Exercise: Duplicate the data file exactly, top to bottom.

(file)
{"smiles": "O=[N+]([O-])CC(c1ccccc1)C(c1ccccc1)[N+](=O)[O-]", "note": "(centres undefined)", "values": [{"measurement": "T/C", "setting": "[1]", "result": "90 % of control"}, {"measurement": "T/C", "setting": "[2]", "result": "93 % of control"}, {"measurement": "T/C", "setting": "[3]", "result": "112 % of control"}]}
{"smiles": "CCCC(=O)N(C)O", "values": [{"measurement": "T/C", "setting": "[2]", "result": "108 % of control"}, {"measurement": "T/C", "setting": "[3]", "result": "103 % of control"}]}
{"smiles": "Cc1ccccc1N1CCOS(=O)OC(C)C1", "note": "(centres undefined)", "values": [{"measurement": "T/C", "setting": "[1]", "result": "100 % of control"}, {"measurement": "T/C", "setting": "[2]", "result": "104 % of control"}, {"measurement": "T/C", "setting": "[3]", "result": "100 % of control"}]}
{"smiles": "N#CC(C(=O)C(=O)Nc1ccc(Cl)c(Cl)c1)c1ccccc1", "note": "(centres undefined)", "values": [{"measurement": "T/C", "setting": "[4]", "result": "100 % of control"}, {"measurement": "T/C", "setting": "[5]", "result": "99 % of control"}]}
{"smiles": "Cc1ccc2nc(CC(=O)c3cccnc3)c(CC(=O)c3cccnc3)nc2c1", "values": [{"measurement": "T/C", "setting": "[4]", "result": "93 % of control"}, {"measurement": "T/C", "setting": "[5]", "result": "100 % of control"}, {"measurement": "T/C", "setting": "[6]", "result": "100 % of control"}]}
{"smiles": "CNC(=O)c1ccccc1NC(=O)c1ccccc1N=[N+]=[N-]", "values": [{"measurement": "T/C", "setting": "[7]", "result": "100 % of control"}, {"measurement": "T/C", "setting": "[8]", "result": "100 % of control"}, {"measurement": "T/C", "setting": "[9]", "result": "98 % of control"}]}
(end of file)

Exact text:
{"smiles": "O=[N+]([O-])CC(c1ccccc1)C(c1ccccc1)[N+](=O)[O-]", "note": "(centres undefined)", "values": [{"measurement": "T/C", "setting": "[1]", "result": "90 % of control"}, {"measurement": "T/C", "setting": "[2]", "result": "93 % of control"}, {"measurement": "T/C", "setting": "[3]", "result": "112 % of control"}]}
{"smiles": "CCCC(=O)N(C)O", "values": [{"measurement": "T/C", "setting": "[2]", "result": "108 % of control"}, {"measurement": "T/C", "setting": "[3]", "result": "103 % of control"}]}
{"smiles": "Cc1ccccc1N1CCOS(=O)OC(C)C1", "note": "(centres undefined)", "values": [{"measurement": "T/C", "setting": "[1]", "result": "100 % of control"}, {"measurement": "T/C", "setting": "[2]", "result": "104 % of control"}, {"measurement": "T/C", "setting": "[3]", "result": "100 % of control"}]}
{"smiles": "N#CC(C(=O)C(=O)Nc1ccc(Cl)c(Cl)c1)c1ccccc1", "note": "(centres undefined)", "values": [{"measurement": "T/C", "setting": "[4]", "result": "100 % of control"}, {"measurement": "T/C", "setting": "[5]", "result": "99 % of control"}]}
{"smiles": "Cc1ccc2nc(CC(=O)c3cccnc3)c(CC(=O)c3cccnc3)nc2c1", "values": [{"measurement": "T/C", "setting": "[4]", "result": "93 % of control"}, {"measurement": "T/C", "setting": "[5]", "result": "100 % of control"}, {"measurement": "T/C", "setting": "[6]", "result": "100 % of control"}]}
{"smiles": "CNC(=O)c1ccccc1NC(=O)c1ccccc1N=[N+]=[N-]", "values": [{"measurement": "T/C", "setting": "[7]", "result": "100 % of control"}, {"measurement": "T/C", "setting": "[8]", "result": "100 % of control"}, {"measurement": "T/C", "setting": "[9]", "result": "98 % of control"}]}